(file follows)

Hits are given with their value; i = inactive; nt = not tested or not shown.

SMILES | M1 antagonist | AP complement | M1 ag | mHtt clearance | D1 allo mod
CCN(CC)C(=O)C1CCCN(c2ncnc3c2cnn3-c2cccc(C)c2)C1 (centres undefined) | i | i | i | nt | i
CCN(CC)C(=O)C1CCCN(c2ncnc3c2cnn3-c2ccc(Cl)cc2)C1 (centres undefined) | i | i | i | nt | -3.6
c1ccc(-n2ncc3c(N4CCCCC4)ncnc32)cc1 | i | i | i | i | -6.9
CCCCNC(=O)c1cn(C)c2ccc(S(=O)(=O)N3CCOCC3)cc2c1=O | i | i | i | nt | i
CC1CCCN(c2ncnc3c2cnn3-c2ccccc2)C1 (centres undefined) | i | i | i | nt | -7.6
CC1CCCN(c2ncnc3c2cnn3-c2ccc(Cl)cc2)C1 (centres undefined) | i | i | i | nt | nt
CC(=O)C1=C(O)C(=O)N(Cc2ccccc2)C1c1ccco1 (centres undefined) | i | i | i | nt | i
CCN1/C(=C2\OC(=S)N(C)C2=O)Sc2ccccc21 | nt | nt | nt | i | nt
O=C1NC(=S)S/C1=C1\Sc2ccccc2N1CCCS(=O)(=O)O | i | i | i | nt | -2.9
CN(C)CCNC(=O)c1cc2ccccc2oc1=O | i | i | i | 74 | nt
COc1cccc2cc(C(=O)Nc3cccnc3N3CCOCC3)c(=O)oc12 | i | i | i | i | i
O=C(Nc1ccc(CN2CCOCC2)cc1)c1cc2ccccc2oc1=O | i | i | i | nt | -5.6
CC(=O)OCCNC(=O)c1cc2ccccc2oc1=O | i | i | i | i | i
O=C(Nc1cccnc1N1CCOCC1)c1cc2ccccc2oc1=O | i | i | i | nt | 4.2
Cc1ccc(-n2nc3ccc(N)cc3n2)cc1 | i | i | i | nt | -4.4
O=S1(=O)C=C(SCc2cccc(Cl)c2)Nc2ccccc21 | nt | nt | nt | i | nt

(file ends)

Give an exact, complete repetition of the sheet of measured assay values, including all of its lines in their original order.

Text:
Hits are given with their value; i = inactive; nt = not tested or not shown.

SMILES | M1 antagonist | AP complement | M1 ag | mHtt clearance | D1 allo mod
CCN(CC)C(=O)C1CCCN(c2ncnc3c2cnn3-c2cccc(C)c2)C1 (centres undefined) | i | i | i | nt | i
CCN(CC)C(=O)C1CCCN(c2ncnc3c2cnn3-c2ccc(Cl)cc2)C1 (centres undefined) | i | i | i | nt | -3.6
c1ccc(-n2ncc3c(N4CCCCC4)ncnc32)cc1 | i | i | i | i | -6.9
CCCCNC(=O)c1cn(C)c2ccc(S(=O)(=O)N3CCOCC3)cc2c1=O | i | i | i | nt | i
CC1CCCN(c2ncnc3c2cnn3-c2ccccc2)C1 (centres undefined) | i | i | i | nt | -7.6
CC1CCCN(c2ncnc3c2cnn3-c2ccc(Cl)cc2)C1 (centres undefined) | i | i | i | nt | nt
CC(=O)C1=C(O)C(=O)N(Cc2ccccc2)C1c1ccco1 (centres undefined) | i | i | i | nt | i
CCN1/C(=C2\OC(=S)N(C)C2=O)Sc2ccccc21 | nt | nt | nt | i | nt
O=C1NC(=S)S/C1=C1\Sc2ccccc2N1CCCS(=O)(=O)O | i | i | i | nt | -2.9
CN(C)CCNC(=O)c1cc2ccccc2oc1=O | i | i | i | 74 | nt
COc1cccc2cc(C(=O)Nc3cccnc3N3CCOCC3)c(=O)oc12 | i | i | i | i | i
O=C(Nc1ccc(CN2CCOCC2)cc1)c1cc2ccccc2oc1=O | i | i | i | nt | -5.6
CC(=O)OCCNC(=O)c1cc2ccccc2oc1=O | i | i | i | i | i
O=C(Nc1cccnc1N1CCOCC1)c1cc2ccccc2oc1=O | i | i | i | nt | 4.2
Cc1ccc(-n2nc3ccc(N)cc3n2)cc1 | i | i | i | nt | -4.4
O=S1(=O)C=C(SCc2cccc(Cl)c2)Nc2ccccc21 | nt | nt | nt | i | nt